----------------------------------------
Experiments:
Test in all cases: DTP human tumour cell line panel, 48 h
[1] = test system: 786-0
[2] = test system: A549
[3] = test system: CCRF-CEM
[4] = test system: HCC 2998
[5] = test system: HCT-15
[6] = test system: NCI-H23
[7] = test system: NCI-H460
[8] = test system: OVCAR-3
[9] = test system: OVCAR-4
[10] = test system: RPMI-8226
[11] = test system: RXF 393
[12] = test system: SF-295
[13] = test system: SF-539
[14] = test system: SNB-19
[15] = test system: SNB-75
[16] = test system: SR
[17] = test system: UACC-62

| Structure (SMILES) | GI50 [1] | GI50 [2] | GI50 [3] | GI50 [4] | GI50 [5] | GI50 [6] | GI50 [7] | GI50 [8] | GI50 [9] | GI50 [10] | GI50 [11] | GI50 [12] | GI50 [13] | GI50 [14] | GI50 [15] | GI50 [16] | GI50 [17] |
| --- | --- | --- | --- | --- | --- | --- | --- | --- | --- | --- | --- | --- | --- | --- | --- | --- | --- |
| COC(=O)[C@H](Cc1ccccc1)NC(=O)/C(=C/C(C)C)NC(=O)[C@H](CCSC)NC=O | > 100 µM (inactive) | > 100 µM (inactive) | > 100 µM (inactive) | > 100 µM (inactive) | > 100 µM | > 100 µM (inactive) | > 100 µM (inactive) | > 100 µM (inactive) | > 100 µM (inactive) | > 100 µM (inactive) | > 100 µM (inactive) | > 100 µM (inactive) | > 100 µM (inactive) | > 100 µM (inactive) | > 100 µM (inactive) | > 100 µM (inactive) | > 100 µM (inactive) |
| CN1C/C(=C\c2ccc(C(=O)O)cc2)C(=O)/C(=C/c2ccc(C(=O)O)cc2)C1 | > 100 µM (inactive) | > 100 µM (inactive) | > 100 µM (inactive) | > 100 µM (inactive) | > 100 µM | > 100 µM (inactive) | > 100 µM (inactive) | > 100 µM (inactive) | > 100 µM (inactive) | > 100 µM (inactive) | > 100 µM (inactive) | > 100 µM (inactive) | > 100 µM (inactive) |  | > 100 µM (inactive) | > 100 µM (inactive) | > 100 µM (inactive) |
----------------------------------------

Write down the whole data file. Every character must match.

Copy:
Experiments:
Test in all cases: DTP human tumour cell line panel, 48 h
[1] = test system: 786-0
[2] = test system: A549
[3] = test system: CCRF-CEM
[4] = test system: HCC 2998
[5] = test system: HCT-15
[6] = test system: NCI-H23
[7] = test system: NCI-H460
[8] = test system: OVCAR-3
[9] = test system: OVCAR-4
[10] = test system: RPMI-8226
[11] = test system: RXF 393
[12] = test system: SF-295
[13] = test system: SF-539
[14] = test system: SNB-19
[15] = test system: SNB-75
[16] = test system: SR
[17] = test system: UACC-62

| Structure (SMILES) | GI50 [1] | GI50 [2] | GI50 [3] | GI50 [4] | GI50 [5] | GI50 [6] | GI50 [7] | GI50 [8] | GI50 [9] | GI50 [10] | GI50 [11] | GI50 [12] | GI50 [13] | GI50 [14] | GI50 [15] | GI50 [16] | GI50 [17] |
| --- | --- | --- | --- | --- | --- | --- | --- | --- | --- | --- | --- | --- | --- | --- | --- | --- | --- |
| COC(=O)[C@H](Cc1ccccc1)NC(=O)/C(=C/C(C)C)NC(=O)[C@H](CCSC)NC=O | > 100 µM (inactive) | > 100 µM (inactive) | > 100 µM (inactive) | > 100 µM (inactive) | > 100 µM | > 100 µM (inactive) | > 100 µM (inactive) | > 100 µM (inactive) | > 100 µM (inactive) | > 100 µM (inactive) | > 100 µM (inactive) | > 100 µM (inactive) | > 100 µM (inactive) | > 100 µM (inactive) | > 100 µM (inactive) | > 100 µM (inactive) | > 100 µM (inactive) |
| CN1C/C(=C\c2ccc(C(=O)O)cc2)C(=O)/C(=C/c2ccc(C(=O)O)cc2)C1 | > 100 µM (inactive) | > 100 µM (inactive) | > 100 µM (inactive) | > 100 µM (inactive) | > 100 µM | > 100 µM (inactive) | > 100 µM (inactive) | > 100 µM (inactive) | > 100 µM (inactive) | > 100 µM (inactive) | > 100 µM (inactive) | > 100 µM (inactive) | > 100 µM (inactive) |  | > 100 µM (inactive) | > 100 µM (inactive) | > 100 µM (inactive) |